Some of you (esp those on GBC) are aware of my reloading saga ... for those not familiar with it, the story to date is:
Shooting buddy and I split 5000 proji (125gn conical, 356dia) & 5000 (federal) primers.
He reloaded these in 9mm cases first and had tumbling issues. I've been using these proji & primers for years and never had a problem. However, when I eventually got around to reloading some I also had tumbling issues.
He increased his crimp, went up to 4.1grns of AP70N (which is what I'm using) and used only winchester brass and the tumbling stopped. I put some of his loads through my gun - great grouping and NO tumbling.
I used winchester brass, 4.1grns of AP70N and still had tumbling issues. On Monday night I reloaded 50 or so with more crimp, took them to the range on Tuesday and they still tumbled.
So back to the drawing board. OAL of his & mine are 5 1000's of an inch different. However, there is a marked difference in the width of the case at the base. So I got him to run 50 through his press doing the first stage only (primer out, resize) and then loaded them last night with different crimps.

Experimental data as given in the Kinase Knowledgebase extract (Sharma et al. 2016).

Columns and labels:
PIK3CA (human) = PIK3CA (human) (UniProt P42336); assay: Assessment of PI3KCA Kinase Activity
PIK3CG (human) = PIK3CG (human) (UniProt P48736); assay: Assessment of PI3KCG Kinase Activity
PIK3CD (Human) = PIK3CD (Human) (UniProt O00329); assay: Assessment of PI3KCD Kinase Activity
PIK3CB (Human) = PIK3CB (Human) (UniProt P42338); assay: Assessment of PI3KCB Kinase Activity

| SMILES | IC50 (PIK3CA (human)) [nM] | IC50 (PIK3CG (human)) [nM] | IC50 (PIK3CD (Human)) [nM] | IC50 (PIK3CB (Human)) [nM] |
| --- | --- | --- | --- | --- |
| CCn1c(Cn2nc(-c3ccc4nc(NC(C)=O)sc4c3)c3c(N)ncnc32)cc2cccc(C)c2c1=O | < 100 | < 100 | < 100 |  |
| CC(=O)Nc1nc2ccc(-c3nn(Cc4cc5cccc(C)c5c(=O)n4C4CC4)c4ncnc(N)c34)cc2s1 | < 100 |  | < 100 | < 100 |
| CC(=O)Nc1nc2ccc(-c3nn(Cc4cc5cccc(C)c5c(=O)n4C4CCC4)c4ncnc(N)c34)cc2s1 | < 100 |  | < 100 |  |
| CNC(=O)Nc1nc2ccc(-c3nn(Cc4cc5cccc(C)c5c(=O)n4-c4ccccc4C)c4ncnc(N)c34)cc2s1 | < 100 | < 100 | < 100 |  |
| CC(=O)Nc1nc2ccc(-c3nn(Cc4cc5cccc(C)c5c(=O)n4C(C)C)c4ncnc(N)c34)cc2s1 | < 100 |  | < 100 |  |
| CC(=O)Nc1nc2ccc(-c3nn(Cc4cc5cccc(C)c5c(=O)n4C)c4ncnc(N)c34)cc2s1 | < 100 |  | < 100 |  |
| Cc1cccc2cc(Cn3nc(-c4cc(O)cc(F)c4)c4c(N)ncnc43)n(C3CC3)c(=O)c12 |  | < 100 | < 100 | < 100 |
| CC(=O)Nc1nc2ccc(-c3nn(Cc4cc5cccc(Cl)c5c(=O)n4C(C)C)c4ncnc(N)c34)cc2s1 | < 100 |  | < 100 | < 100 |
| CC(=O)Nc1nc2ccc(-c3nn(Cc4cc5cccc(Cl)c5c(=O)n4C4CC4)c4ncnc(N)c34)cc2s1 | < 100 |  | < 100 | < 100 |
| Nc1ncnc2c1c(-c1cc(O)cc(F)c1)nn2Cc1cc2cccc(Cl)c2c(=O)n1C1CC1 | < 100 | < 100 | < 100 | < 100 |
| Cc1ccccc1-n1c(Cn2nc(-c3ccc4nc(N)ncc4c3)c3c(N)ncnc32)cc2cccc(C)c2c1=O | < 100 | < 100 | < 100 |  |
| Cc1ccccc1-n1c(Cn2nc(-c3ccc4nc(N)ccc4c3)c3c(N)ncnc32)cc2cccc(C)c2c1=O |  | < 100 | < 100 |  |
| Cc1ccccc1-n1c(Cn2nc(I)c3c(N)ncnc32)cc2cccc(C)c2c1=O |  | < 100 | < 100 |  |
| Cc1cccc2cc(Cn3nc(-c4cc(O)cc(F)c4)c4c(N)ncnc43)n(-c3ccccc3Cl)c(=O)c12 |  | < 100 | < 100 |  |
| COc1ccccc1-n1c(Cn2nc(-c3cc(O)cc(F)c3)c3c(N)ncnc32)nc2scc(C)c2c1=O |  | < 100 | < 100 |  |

I backed the crimp right off and then increased it by a quarter turn and loaded 5 at each point, taking it harder than it was originally.
Took them to the range today, and saw a marked difference in grouping but not in tumbling. I will now set the crimp to the best grouping and start looking at length as being the issue.
We tested the gun and the max length that I can load is 1216 OAL, his rounds are 1143, mine were 1138 (not sure what units these are - it's whatever his calipers measure!).
So I guess my next challenge is:
a) measure the rounds in mm on my calipers
b) load different test loads at 5mm increments from 1140 to 1210, using the best grouping crimp above and see if we can solve the tumbling issue.
If it's not this then I'm not really sure what to do next. (Oh, we pulled some rounds apart and double checked the powder - mine was exactly 4.1, his varied between 4.3 and 4.5, so maybe I could increase my powder just a touch).
It's been an interesting and educational challenge - but I really would like to find a solution :)